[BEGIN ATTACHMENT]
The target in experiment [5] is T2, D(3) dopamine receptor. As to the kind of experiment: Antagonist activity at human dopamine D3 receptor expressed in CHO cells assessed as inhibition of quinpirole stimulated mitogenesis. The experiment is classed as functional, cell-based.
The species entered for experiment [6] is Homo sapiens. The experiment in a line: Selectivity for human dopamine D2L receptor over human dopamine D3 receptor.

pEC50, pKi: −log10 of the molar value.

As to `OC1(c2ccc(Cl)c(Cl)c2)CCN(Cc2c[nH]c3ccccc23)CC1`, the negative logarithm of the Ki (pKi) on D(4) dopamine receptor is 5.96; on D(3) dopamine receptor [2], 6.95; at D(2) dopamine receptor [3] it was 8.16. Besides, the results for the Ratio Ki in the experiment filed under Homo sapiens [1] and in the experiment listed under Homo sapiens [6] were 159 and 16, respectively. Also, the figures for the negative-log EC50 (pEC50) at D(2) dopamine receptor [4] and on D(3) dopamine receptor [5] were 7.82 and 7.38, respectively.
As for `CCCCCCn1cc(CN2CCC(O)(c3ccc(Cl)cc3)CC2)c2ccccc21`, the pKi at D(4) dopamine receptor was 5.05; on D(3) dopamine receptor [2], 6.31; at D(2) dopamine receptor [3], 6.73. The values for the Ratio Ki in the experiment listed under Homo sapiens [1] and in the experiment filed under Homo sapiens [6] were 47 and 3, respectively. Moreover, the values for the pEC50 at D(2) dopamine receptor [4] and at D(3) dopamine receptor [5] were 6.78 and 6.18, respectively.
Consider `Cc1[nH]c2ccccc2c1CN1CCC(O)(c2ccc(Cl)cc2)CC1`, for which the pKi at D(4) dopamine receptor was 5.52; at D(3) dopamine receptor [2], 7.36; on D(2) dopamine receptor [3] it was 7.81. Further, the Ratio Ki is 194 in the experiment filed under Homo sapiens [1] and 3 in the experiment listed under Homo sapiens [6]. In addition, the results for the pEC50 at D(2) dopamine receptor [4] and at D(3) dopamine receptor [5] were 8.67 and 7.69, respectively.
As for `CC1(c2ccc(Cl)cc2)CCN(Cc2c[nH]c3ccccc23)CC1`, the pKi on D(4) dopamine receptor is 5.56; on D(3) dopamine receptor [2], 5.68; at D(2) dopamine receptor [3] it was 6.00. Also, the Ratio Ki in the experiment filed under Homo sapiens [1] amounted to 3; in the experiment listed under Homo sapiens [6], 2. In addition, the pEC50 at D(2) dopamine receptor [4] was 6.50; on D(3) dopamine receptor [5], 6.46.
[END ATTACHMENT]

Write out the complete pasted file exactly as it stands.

The target in experiment [5] is T2, D(3) dopamine receptor. As to the kind of experiment: Antagonist activity at human dopamine D3 receptor expressed in CHO cells assessed as inhibition of quinpirole stimulated mitogenesis. The experiment is classed as functional, cell-based.
The species entered for experiment [6] is Homo sapiens. The experiment in a line: Selectivity for human dopamine D2L receptor over human dopamine D3 receptor.

pEC50, pKi: −log10 of the molar value.

As to `OC1(c2ccc(Cl)c(Cl)c2)CCN(Cc2c[nH]c3ccccc23)CC1`, the negative logarithm of the Ki (pKi) on D(4) dopamine receptor is 5.96; on D(3) dopamine receptor [2], 6.95; at D(2) dopamine receptor [3] it was 8.16. Besides, the results for the Ratio Ki in the experiment filed under Homo sapiens [1] and in the experiment listed under Homo sapiens [6] were 159 and 16, respectively. Also, the figures for the negative-log EC50 (pEC50) at D(2) dopamine receptor [4] and on D(3) dopamine receptor [5] were 7.82 and 7.38, respectively.
As for `CCCCCCn1cc(CN2CCC(O)(c3ccc(Cl)cc3)CC2)c2ccccc21`, the pKi at D(4) dopamine receptor was 5.05; on D(3) dopamine receptor [2], 6.31; at D(2) dopamine receptor [3], 6.73. The values for the Ratio Ki in the experiment listed under Homo sapiens [1] and in the experiment filed under Homo sapiens [6] were 47 and 3, respectively. Moreover, the values for the pEC50 at D(2) dopamine receptor [4] and at D(3) dopamine receptor [5] were 6.78 and 6.18, respectively.
Consider `Cc1[nH]c2ccccc2c1CN1CCC(O)(c2ccc(Cl)cc2)CC1`, for which the pKi at D(4) dopamine receptor was 5.52; at D(3) dopamine receptor [2], 7.36; on D(2) dopamine receptor [3] it was 7.81. Further, the Ratio Ki is 194 in the experiment filed under Homo sapiens [1] and 3 in the experiment listed under Homo sapiens [6]. In addition, the results for the pEC50 at D(2) dopamine receptor [4] and at D(3) dopamine receptor [5] were 8.67 and 7.69, respectively.
As for `CC1(c2ccc(Cl)cc2)CCN(Cc2c[nH]c3ccccc23)CC1`, the pKi on D(4) dopamine receptor is 5.56; on D(3) dopamine receptor [2], 5.68; at D(2) dopamine receptor [3] it was 6.00. Also, the Ratio Ki in the experiment filed under Homo sapiens [1] amounted to 3; in the experiment listed under Homo sapiens [6], 2. In addition, the pEC50 at D(2) dopamine receptor [4] was 6.50; on D(3) dopamine receptor [5], 6.46.